Personalized immunotherapy could signal first combination treatment for renal cell carcinoma patients

It’s been a few months since Dendreon got slammed for providing inconsistent data analysis to U.S. regulators for Provenge, its therapeutic cellular immunotherapy for prostate cancer. As Argos Therapeutics recruits the first set of participants for its phase 3 ADAPT clinical trial for its own therapeutic cellular immunotherapy for advanced renal cell carcinoma, it seeks to rival Dendreon’s therapeutic platform as a new contender for this treatment approach.

The Durham, North Carolina drug developer’s randomized, multicenter, open-label study is expected to enroll 450 patients in 120 sites, mostly in North America, under an approved Special Protocol Assessment by the U.S. Food and Drug Administration, a company statement said. Among the secondary endpoints are progression-free survival, safety, overall response and immune response. By the end of March, the goal is to have 70 active sites, mainly in the U.S., and activate the remaining North American and global sites by this summer.

Renal cell carcinoma is the most common form of kidney cancer. Arcelis uses a sample of the tumor and the patient’s own dendritic cells to create an antigen to fight the cancer.

CEO Jeff Abbey told MedCity News that more than 50 percent of patients in a phase 2 study for the therapy survived longer than 30 months — nearly four times the expected long-term survival rate for sunitinib in similar risk patients, according to a company statement.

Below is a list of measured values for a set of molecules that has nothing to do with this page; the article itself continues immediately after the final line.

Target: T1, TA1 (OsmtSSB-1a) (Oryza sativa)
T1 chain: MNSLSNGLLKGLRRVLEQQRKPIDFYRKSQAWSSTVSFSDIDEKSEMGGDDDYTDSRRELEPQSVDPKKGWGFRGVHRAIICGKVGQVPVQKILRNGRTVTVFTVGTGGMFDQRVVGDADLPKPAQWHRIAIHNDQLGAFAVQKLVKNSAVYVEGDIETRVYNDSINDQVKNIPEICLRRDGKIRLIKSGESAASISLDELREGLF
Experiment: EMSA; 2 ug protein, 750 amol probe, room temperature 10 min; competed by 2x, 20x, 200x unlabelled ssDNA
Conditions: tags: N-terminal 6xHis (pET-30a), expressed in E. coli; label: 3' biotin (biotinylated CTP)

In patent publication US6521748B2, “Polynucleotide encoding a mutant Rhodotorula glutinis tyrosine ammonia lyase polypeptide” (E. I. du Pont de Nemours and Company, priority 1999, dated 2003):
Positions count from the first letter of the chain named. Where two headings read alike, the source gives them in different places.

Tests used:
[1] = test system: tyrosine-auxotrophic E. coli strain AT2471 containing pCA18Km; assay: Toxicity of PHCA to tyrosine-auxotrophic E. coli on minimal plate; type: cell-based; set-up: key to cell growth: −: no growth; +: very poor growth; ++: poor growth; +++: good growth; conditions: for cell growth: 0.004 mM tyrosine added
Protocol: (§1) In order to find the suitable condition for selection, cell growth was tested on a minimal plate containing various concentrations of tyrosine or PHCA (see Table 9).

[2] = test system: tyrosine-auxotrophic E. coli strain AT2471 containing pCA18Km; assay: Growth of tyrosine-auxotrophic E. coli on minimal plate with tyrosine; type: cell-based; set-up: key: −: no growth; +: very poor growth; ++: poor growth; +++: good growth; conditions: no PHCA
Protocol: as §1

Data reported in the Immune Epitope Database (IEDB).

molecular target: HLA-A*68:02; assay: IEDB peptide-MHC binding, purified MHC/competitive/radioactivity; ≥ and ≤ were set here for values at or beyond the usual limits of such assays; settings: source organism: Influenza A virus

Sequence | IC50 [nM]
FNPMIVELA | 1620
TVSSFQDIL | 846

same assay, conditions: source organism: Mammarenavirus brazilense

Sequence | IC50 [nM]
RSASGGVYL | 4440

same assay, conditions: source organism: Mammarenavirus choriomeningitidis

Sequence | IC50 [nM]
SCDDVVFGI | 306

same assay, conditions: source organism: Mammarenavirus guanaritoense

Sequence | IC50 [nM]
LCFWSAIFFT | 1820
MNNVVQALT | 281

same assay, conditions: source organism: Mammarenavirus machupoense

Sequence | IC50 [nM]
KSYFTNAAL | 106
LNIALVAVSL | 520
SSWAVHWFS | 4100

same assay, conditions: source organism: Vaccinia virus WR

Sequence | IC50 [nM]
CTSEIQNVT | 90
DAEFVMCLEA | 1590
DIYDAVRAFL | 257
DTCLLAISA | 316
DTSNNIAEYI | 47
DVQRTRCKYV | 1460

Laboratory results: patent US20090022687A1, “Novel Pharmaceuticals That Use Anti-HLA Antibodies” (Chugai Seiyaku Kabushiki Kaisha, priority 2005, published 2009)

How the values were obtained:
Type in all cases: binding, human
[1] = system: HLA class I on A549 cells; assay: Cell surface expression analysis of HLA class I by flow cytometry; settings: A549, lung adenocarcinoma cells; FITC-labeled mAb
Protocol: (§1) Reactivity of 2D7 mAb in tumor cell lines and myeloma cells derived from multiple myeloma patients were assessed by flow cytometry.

Efficacy and cost have been the two biggest challenges facing the company, Abbey said. Given the controversy, Dendreon‘s Provenge therapeutic has cast a long shadow of doubt and prompted the pharmaceutical industry to be more skeptical about the efficacy of personalized immunotherapy. Abbey said Argos has met the efficacy challenge by having a product that’s specialized for a patient’s own tumor. “We can measure [efficacy] after five doses and it correlates with survival. No one else has been able to show that up until now.”

Argos has developed an automated manufacturing process for the drug to make its therapeutic more cost-effective to produce. Argos expects to have interim data from the phase 3 ADAPT study by the middle of next year with final data from the trial coming in the late fall of 2015. It would submit its application for FDA approval for the therapy in the first half of 2016.

To date, the company has raised about $115 million including $25 million last year for the set up and initiation of the phase 3 trial. It is looking to raise $50 million to complete the trial. Last year, it called off an initial public offering due to lackluster market conditions.

Although it may be interested in a commercial partner, it is also weighing whether to commercialize the product by themselves since, as Abbey points out, “this is a new business model.” Aside from Dendreon, no one else has commercialized a product like this, Abbey noted.

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